--The City Council is considering an increase in the parking tax, but Controller Wendy Greuel's office says there's no accurate accounting of the number of parking lots in the city.
--Two years ago the council passed a measure that would fine the owners of foreclosed homes (presumably banks) $1,000 a day if they failed to maintain them. So far, the city has not collected a single dime. Reason: There aren't enough inspectors to keep tabs on hundreds of properties.
--The city's ban on medical marijuana dispensaries is scheduled to take effect on Sept. 6, but there is no accurate count of the actual number of locations. The city has sent out warning notices to more than 1,000 suspected dispensary owners.
--Many of the city's sidewalks are in horrible condition - cracked, broken and buckled - but it could take three years (and $10 million) to get an inventory of what needs to be repaired.
--For years, there has been no accurate inventory of the number of billboards in the city of L.A. After a long-running tussle between the billboard companies and the city (don't ask), much of the work appears to be done. But nothing has been released to the public, and it's believed that hundreds of billboards might be in violation of the law.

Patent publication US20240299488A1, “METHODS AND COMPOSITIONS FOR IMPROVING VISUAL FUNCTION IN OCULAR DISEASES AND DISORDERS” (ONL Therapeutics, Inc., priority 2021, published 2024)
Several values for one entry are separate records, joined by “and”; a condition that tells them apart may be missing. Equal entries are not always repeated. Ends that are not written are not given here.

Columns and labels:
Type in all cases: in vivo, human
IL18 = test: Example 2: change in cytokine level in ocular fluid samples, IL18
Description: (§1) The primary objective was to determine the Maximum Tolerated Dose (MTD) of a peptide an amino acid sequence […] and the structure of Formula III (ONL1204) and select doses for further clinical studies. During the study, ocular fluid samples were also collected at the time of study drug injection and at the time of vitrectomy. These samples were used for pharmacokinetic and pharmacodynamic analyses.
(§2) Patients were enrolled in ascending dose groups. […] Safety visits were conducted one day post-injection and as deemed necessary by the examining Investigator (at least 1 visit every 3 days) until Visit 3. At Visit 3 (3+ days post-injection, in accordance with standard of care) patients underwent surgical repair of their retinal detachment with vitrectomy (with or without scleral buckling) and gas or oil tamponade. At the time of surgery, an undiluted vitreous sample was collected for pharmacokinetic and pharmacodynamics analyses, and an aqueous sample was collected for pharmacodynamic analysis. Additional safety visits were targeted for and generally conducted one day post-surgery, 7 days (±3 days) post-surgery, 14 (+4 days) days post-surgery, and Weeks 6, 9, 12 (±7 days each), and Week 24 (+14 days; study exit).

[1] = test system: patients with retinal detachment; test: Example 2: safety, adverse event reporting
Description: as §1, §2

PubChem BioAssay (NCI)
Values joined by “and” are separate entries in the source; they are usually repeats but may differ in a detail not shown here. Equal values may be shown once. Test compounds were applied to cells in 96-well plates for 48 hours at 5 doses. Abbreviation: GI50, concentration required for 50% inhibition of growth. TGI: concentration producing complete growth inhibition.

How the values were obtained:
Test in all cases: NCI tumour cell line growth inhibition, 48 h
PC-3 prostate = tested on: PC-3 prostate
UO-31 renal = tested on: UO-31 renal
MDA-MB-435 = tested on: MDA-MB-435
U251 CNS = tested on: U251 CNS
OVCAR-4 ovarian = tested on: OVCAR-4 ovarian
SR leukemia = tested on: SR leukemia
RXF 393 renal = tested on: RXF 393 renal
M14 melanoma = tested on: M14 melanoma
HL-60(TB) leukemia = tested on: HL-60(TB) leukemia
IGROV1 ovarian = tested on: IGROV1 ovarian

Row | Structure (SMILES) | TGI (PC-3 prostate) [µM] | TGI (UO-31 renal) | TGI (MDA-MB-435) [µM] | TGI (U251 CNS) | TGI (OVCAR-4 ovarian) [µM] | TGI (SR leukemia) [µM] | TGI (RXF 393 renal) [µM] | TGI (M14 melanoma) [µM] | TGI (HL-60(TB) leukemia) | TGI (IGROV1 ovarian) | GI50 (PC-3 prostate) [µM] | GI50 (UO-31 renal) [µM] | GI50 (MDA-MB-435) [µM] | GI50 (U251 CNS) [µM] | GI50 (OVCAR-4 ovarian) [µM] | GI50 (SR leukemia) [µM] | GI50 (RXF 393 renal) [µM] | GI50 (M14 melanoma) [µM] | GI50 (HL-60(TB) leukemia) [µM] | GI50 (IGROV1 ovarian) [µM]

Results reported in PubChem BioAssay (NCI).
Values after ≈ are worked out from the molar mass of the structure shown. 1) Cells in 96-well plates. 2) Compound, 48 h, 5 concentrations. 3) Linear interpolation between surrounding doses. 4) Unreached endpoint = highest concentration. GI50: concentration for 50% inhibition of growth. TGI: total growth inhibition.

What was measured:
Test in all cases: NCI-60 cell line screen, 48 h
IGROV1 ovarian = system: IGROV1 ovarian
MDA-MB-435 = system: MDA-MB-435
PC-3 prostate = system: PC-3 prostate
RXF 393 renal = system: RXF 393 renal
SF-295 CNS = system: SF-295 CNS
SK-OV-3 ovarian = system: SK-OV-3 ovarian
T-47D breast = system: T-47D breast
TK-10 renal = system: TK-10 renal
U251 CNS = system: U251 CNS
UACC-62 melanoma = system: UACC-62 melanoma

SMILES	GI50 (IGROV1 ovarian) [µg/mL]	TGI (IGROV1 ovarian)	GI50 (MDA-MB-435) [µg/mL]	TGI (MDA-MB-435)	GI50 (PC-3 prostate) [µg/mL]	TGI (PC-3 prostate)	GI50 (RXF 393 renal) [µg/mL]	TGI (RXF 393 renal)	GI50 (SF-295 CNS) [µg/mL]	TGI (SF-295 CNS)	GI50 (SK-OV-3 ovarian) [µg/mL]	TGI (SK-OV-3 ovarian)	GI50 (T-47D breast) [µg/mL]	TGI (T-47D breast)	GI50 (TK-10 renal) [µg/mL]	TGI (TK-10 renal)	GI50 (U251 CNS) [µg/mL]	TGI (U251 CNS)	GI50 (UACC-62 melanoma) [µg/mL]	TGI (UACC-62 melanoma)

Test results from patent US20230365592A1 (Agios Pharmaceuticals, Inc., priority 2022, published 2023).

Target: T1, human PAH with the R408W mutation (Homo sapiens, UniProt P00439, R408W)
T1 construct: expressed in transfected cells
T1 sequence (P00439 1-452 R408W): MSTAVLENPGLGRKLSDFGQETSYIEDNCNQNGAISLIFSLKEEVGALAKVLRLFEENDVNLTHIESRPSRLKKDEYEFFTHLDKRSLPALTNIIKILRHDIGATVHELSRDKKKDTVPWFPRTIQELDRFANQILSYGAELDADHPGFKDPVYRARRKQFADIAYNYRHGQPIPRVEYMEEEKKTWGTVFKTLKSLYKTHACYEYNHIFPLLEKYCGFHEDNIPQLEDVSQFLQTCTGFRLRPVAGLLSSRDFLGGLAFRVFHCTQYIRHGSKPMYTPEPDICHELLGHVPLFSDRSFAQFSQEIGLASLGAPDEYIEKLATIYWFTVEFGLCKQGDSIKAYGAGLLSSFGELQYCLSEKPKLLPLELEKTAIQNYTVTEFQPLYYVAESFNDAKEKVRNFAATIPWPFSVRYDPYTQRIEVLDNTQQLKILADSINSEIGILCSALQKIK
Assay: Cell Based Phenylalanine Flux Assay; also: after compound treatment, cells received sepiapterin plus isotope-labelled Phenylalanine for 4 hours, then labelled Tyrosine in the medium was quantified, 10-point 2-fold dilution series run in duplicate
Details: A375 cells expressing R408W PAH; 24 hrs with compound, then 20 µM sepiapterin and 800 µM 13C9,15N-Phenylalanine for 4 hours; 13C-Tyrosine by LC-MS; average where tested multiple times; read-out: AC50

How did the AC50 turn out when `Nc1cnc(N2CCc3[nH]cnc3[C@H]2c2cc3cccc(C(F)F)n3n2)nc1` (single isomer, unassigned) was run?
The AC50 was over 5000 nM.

--When someone doesn't pay a bunch of parking tickets, you'd think there would be a way to boot or impound the car the next time that person parks in a red zone. Actually, there is a way, but for various reasons it often doesn't happen.
To be fair, L.A. is a massive place in which to keep tabs on parking lots or foreclosed homes - and because of budget cuts, there are far fewer people to do this kind of checking. There's also less money to outsource the work. Now, it's a good bet that other big cities have some of these same problems. But is there anything specific to the way L.A. administers itself that causes these things to keep cropping up? And why does the council keep passing ordinances that receive lots of attention, but which have little or no chance of being properly enforced?